“Rabbi Sacks was probably the only person to be quoted by both [President] Joe Biden and [former Vice President] Mike Pence, to have his books read both by [former Israeli Prime Minister] Naftali Bennett and [former Israeli Prime Minister] Yair Lapid, to speak at the leading think tanks of the right in America, the American Enterprise Institute, and of the left, the Brookings Institute,” said Rynhold. “He provides us with the language, the inspiration, and the direction for people in the world who don’t want a massive confrontation, and who understand the need to blend different things together and to protect a free society, democracy.”

Rynhold, a British native who now lives in Israel, added, “I think that by injecting the elements that he spoke about – community, morality, family, the dignity of humanity from a religious perspective – these are things that can help heal those divides and provide, what he [Sacks] termed as a moral ecology that can help our free and democratic societies to sustain themselves.”

One of the central elements of the new institute will be the creation of the Jonathan Sacks B.A. Political Studies program in Democracy, Citizenship & Leadership. Of the 20 students to be selected for the program, four spaces will be reserved for Haredi students and four for Arab students, said Rynhold. The proposal also includes M.A. and Ph.D. graduate degree programs, an advanced interdisciplinary seminar, a visiting lectureship and an annual ‘public intellectual’ prize.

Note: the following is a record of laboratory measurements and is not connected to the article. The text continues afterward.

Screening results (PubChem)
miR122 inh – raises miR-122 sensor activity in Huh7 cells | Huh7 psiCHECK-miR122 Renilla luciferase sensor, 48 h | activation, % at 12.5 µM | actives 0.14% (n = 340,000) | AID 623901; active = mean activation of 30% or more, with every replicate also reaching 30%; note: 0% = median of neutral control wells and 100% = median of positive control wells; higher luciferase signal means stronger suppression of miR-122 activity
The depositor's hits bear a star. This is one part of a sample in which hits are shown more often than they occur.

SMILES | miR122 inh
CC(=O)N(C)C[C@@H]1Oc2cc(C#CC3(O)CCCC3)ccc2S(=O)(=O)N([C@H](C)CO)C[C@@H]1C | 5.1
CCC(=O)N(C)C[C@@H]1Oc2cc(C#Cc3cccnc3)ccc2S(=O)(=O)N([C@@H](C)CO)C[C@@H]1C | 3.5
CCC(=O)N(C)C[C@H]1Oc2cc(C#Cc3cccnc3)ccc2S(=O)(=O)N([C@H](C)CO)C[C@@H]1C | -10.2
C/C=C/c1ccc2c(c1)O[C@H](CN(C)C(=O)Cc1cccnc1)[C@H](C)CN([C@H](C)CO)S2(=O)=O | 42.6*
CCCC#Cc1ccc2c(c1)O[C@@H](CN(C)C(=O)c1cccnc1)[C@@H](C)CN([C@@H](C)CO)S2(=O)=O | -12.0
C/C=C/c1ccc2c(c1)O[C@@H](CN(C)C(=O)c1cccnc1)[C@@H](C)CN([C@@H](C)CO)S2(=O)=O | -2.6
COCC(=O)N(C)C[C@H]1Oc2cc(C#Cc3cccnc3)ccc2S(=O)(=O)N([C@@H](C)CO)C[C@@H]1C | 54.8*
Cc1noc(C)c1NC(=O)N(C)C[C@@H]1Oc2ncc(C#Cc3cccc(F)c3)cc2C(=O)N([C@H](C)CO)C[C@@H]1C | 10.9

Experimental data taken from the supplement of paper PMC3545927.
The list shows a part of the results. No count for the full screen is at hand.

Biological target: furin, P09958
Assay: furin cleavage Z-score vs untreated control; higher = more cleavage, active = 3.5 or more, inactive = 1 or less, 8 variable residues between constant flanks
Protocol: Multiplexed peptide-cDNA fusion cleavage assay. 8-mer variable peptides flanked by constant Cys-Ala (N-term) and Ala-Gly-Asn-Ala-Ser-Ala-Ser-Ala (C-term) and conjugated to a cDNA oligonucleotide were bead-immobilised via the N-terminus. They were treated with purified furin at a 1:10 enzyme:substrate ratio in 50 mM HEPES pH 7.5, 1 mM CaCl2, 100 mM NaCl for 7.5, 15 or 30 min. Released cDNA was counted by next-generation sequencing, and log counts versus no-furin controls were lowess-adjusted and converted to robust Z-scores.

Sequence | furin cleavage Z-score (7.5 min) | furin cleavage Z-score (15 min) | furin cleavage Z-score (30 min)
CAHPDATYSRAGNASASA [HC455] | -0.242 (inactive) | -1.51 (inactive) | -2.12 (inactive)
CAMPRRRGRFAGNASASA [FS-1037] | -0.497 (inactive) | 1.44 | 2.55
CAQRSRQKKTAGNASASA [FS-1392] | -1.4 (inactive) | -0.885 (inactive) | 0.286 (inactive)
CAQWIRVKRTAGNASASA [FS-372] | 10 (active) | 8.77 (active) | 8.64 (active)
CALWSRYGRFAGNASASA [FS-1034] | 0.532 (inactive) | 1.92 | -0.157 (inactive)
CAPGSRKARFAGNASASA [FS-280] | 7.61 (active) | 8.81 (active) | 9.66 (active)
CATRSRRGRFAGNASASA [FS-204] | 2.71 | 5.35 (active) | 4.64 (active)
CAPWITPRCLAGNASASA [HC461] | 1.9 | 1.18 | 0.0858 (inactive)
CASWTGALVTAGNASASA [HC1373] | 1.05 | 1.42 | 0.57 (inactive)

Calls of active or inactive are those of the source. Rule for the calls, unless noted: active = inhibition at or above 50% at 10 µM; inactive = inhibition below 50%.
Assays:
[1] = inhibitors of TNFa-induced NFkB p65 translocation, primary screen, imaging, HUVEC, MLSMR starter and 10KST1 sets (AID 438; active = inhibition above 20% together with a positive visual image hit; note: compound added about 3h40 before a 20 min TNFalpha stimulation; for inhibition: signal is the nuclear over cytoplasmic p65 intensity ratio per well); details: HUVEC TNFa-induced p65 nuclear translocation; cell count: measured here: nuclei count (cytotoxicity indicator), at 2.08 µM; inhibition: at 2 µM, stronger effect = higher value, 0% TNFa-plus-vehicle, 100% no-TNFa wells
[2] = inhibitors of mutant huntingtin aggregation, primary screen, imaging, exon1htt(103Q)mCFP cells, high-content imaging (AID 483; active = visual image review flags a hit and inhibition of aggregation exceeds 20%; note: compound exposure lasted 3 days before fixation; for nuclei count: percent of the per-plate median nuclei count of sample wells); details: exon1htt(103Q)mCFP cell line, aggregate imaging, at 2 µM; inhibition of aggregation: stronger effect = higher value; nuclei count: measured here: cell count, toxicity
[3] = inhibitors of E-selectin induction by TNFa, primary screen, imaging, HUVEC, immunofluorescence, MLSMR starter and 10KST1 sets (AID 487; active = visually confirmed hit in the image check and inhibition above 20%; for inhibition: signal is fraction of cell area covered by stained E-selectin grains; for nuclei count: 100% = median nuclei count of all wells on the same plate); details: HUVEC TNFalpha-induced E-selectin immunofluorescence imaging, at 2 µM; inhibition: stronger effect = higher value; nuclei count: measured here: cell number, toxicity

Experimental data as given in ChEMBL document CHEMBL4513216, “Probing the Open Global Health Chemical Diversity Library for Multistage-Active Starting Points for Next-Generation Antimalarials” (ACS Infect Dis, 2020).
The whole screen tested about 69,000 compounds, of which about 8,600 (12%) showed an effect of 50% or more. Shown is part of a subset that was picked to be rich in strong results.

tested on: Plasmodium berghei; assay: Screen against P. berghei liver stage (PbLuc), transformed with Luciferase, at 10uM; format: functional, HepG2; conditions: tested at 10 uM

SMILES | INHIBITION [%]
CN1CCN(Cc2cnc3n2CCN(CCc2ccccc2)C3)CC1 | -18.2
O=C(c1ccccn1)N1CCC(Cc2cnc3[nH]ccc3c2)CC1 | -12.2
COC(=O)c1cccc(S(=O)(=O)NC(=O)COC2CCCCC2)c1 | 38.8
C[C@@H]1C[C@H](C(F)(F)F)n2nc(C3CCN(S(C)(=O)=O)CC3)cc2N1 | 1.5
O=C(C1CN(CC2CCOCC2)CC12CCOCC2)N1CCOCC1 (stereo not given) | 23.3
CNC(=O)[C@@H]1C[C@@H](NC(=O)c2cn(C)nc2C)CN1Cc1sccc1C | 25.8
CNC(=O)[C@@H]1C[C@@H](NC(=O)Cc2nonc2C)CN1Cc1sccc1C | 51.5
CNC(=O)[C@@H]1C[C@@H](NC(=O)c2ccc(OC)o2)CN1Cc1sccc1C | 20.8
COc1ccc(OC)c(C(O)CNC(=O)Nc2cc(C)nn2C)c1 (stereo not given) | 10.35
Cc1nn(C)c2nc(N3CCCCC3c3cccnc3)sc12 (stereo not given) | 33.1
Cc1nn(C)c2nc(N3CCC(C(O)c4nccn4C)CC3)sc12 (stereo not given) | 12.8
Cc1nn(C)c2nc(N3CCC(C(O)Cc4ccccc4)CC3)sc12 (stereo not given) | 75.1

Rynhold explained that studying Sacks’ political, religious and philosophical ideas was essential at this juncture, especially in Israel as the country’s new government, which includes a coalition of far-right and religious parties, works to overhaul the judiciary despite claims that doing so will erode Israel’s democracy.

“I think that what Rabbi Sacks does is he finds a way within the Jewish religious tradition to see the dignity of every other human being,” Rynhold said, pointing out that in Sacks’ writings, one of the points he outlines is “how we can go about building a society in which different groups can work together to maintain a free and democratic society, a society that reflects the Jewish religious tradition, not in its state institutions, but in the quality of the way it looks after its citizens.”

One of the main goals of establishing the institute, said Rynhold, was to infuse such concepts into the political discourse in Israel and to create a diverse network of alumni spread across different fields of leadership who are inspired by Sacks’ vision.

“There will then be a group of people who will rise up to important positions in Israel, who will have a network and work together to find productive positive solutions to resolve differences in a peaceful way and create a better society in Israel,” Rynhold said.